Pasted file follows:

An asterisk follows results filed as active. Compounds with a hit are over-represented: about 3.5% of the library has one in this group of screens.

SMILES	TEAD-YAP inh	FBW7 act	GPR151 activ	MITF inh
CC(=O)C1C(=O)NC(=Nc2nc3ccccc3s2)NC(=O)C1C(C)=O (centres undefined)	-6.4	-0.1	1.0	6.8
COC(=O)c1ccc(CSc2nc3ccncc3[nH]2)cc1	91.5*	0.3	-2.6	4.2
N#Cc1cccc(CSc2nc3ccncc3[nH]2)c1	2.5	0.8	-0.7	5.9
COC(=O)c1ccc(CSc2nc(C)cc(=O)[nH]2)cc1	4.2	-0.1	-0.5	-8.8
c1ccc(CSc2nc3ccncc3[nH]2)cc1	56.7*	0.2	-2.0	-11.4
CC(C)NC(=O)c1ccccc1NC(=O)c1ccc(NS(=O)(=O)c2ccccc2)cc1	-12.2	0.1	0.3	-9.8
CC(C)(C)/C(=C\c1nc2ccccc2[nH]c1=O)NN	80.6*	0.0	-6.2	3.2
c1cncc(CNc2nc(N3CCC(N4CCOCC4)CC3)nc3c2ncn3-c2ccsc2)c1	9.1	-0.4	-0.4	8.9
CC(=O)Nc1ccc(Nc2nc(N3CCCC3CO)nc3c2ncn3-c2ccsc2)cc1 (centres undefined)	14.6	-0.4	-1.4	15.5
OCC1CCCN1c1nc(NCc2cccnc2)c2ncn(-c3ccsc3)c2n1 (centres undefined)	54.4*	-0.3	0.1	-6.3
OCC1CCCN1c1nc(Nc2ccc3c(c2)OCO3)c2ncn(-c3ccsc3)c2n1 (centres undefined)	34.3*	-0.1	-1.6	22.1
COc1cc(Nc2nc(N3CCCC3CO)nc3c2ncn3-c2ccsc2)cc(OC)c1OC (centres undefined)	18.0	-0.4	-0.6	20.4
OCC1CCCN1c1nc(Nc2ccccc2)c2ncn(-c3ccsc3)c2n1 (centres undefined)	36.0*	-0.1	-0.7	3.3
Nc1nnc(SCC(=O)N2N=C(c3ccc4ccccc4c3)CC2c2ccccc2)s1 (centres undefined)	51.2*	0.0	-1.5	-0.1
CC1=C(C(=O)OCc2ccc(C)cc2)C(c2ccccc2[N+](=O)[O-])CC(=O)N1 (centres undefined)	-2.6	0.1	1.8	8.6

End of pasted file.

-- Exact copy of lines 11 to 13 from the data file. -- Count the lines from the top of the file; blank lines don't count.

CC(=O)Nc1ccc(Nc2nc(N3CCCC3CO)nc3c2ncn3-c2ccsc2)cc1 (centres undefined)	14.6	-0.4	-1.4	15.5
OCC1CCCN1c1nc(NCc2cccnc2)c2ncn(-c3ccsc3)c2n1 (centres undefined)	54.4*	-0.3	0.1	-6.3
OCC1CCCN1c1nc(Nc2ccc3c(c2)OCO3)c2ncn(-c3ccsc3)c2n1 (centres undefined)	34.3*	-0.1	-1.6	22.1